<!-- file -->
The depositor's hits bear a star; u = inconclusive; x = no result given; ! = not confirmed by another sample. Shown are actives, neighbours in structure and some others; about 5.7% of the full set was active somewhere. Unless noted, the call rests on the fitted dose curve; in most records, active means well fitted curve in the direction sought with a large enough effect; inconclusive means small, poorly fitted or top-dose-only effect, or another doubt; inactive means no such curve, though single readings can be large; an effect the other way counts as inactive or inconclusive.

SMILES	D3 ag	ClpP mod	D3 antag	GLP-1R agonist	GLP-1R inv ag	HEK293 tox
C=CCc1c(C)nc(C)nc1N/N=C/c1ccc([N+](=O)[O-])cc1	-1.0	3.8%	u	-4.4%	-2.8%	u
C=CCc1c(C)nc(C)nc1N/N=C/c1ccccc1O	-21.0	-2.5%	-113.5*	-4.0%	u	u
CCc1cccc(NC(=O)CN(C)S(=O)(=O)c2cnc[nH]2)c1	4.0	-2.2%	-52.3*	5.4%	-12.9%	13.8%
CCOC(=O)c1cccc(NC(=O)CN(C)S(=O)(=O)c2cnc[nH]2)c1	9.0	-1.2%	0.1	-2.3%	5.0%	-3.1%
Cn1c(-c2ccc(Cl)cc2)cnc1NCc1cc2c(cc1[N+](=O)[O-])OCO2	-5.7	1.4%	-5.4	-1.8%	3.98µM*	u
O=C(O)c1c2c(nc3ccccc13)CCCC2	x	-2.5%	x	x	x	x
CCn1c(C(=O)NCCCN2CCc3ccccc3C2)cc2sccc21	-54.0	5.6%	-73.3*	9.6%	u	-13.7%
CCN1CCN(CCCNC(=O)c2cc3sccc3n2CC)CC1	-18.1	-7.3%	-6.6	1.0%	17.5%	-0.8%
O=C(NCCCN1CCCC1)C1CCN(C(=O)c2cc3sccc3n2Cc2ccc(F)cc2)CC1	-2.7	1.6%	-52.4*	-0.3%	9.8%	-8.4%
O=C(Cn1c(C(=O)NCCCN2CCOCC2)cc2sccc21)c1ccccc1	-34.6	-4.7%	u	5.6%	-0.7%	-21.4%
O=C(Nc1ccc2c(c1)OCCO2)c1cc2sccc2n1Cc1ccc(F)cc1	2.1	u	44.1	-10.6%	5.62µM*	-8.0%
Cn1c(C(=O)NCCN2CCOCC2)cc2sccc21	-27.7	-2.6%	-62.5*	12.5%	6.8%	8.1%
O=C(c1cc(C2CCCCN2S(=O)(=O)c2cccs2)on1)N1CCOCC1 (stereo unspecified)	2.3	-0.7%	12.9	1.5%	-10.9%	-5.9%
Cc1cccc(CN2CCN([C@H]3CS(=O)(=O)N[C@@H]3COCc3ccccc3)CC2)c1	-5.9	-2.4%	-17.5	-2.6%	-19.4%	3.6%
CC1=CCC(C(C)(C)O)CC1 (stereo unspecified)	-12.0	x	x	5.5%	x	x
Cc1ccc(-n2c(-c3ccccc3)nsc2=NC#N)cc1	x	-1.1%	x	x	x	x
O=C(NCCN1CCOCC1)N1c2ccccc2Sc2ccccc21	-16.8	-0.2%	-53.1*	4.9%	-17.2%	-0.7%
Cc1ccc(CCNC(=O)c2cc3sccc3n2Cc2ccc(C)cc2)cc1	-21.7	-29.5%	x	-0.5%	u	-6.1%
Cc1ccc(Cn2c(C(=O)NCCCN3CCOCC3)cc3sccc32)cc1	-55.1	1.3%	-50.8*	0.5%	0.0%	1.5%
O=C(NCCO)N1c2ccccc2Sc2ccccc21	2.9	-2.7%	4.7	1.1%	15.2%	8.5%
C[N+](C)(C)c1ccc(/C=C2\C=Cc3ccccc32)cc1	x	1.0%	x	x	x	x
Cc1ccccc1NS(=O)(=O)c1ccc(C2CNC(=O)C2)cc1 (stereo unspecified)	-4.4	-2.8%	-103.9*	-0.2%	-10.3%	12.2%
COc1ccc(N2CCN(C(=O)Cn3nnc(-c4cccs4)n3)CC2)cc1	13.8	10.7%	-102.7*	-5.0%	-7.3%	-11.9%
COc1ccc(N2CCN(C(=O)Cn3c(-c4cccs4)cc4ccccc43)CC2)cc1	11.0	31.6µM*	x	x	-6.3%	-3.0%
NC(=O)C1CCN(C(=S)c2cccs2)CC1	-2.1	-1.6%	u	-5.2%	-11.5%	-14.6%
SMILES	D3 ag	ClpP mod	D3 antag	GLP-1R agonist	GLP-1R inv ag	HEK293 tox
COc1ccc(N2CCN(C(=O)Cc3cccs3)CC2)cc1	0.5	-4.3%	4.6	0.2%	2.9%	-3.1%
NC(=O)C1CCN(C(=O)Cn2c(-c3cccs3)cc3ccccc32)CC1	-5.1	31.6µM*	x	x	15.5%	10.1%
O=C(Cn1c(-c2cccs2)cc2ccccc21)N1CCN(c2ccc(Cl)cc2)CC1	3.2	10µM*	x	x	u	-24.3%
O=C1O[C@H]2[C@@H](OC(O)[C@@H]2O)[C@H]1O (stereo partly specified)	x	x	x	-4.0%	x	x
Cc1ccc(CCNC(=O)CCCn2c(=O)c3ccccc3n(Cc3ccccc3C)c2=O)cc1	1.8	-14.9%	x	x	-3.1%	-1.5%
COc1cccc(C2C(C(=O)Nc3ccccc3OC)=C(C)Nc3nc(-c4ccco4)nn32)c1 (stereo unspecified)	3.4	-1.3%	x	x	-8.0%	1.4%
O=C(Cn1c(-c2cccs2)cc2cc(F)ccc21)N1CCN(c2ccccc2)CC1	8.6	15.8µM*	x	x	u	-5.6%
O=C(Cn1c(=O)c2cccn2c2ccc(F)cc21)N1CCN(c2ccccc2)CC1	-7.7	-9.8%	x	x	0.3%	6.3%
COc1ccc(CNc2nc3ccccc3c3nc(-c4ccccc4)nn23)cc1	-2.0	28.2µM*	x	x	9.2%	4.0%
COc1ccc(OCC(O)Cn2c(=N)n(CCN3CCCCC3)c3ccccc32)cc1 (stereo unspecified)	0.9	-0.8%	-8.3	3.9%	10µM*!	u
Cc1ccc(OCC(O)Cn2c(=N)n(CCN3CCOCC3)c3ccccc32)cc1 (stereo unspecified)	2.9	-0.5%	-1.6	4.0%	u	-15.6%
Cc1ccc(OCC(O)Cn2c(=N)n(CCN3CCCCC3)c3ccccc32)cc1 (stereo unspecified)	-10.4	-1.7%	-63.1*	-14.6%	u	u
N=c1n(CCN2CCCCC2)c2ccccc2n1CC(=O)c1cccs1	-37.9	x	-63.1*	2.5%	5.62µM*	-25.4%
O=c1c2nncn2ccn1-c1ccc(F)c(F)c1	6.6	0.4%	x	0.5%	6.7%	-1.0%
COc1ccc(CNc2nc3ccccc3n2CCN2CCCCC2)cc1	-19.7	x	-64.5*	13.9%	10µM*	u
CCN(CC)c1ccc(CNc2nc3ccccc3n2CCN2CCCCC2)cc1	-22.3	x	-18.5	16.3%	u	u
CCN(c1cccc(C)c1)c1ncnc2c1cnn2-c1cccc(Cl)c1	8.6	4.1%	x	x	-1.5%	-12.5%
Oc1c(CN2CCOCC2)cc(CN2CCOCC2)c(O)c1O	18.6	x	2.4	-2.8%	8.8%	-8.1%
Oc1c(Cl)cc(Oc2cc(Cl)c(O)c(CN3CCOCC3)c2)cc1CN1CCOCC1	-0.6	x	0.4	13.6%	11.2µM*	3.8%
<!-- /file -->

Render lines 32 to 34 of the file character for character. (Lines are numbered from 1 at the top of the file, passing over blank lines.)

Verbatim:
O=C1O[C@H]2[C@@H](OC(O)[C@@H]2O)[C@H]1O (stereo partly specified)	x	x	x	-4.0%	x	x
Cc1ccc(CCNC(=O)CCCn2c(=O)c3ccccc3n(Cc3ccccc3C)c2=O)cc1	1.8	-14.9%	x	x	-3.1%	-1.5%
COc1cccc(C2C(C(=O)Nc3ccccc3OC)=C(C)Nc3nc(-c4ccco4)nn32)c1 (stereo unspecified)	3.4	-1.3%	x	x	-8.0%	1.4%